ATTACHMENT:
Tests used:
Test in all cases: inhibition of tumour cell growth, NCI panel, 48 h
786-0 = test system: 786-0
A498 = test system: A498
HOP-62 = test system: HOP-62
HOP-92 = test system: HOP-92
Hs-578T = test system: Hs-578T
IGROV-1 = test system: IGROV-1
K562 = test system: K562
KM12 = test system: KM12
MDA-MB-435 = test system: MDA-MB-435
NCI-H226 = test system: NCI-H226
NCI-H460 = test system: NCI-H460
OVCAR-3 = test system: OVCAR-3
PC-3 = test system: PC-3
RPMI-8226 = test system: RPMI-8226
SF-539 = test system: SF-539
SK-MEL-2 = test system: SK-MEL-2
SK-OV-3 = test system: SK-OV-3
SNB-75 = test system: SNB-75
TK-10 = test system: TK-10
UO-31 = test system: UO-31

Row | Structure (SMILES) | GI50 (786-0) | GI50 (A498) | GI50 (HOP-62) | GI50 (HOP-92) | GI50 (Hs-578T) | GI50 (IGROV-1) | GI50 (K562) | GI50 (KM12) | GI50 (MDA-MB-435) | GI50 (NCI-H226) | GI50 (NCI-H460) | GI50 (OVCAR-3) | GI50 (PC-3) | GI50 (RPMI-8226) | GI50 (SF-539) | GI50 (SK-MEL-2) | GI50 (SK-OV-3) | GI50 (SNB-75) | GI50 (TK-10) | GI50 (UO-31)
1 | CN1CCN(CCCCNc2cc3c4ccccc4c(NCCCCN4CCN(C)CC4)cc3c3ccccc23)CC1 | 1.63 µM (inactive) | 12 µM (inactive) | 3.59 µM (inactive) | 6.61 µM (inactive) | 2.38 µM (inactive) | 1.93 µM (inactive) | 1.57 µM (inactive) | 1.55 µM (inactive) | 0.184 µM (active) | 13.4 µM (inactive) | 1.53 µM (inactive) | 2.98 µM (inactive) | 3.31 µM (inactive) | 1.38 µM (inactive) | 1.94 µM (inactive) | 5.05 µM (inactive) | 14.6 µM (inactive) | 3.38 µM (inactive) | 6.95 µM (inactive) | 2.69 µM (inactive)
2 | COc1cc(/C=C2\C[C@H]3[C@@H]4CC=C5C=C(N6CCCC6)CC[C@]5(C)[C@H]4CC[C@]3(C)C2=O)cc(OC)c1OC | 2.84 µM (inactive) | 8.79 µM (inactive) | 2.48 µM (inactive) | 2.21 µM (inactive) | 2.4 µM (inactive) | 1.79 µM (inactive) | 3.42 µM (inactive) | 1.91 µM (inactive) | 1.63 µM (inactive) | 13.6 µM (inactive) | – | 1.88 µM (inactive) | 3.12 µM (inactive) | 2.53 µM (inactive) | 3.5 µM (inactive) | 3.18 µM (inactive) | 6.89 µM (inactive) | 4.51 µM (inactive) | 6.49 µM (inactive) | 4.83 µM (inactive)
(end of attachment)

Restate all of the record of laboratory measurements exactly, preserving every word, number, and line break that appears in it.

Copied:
Tests used:
Test in all cases: inhibition of tumour cell growth, NCI panel, 48 h
786-0 = test system: 786-0
A498 = test system: A498
HOP-62 = test system: HOP-62
HOP-92 = test system: HOP-92
Hs-578T = test system: Hs-578T
IGROV-1 = test system: IGROV-1
K562 = test system: K562
KM12 = test system: KM12
MDA-MB-435 = test system: MDA-MB-435
NCI-H226 = test system: NCI-H226
NCI-H460 = test system: NCI-H460
OVCAR-3 = test system: OVCAR-3
PC-3 = test system: PC-3
RPMI-8226 = test system: RPMI-8226
SF-539 = test system: SF-539
SK-MEL-2 = test system: SK-MEL-2
SK-OV-3 = test system: SK-OV-3
SNB-75 = test system: SNB-75
TK-10 = test system: TK-10
UO-31 = test system: UO-31

Row | Structure (SMILES) | GI50 (786-0) | GI50 (A498) | GI50 (HOP-62) | GI50 (HOP-92) | GI50 (Hs-578T) | GI50 (IGROV-1) | GI50 (K562) | GI50 (KM12) | GI50 (MDA-MB-435) | GI50 (NCI-H226) | GI50 (NCI-H460) | GI50 (OVCAR-3) | GI50 (PC-3) | GI50 (RPMI-8226) | GI50 (SF-539) | GI50 (SK-MEL-2) | GI50 (SK-OV-3) | GI50 (SNB-75) | GI50 (TK-10) | GI50 (UO-31)
1 | CN1CCN(CCCCNc2cc3c4ccccc4c(NCCCCN4CCN(C)CC4)cc3c3ccccc23)CC1 | 1.63 µM (inactive) | 12 µM (inactive) | 3.59 µM (inactive) | 6.61 µM (inactive) | 2.38 µM (inactive) | 1.93 µM (inactive) | 1.57 µM (inactive) | 1.55 µM (inactive) | 0.184 µM (active) | 13.4 µM (inactive) | 1.53 µM (inactive) | 2.98 µM (inactive) | 3.31 µM (inactive) | 1.38 µM (inactive) | 1.94 µM (inactive) | 5.05 µM (inactive) | 14.6 µM (inactive) | 3.38 µM (inactive) | 6.95 µM (inactive) | 2.69 µM (inactive)
2 | COc1cc(/C=C2\C[C@H]3[C@@H]4CC=C5C=C(N6CCCC6)CC[C@]5(C)[C@H]4CC[C@]3(C)C2=O)cc(OC)c1OC | 2.84 µM (inactive) | 8.79 µM (inactive) | 2.48 µM (inactive) | 2.21 µM (inactive) | 2.4 µM (inactive) | 1.79 µM (inactive) | 3.42 µM (inactive) | 1.91 µM (inactive) | 1.63 µM (inactive) | 13.6 µM (inactive) | – | 1.88 µM (inactive) | 3.12 µM (inactive) | 2.53 µM (inactive) | 3.5 µM (inactive) | 3.18 µM (inactive) | 6.89 µM (inactive) | 4.51 µM (inactive) | 6.49 µM (inactive) | 4.83 µM (inactive)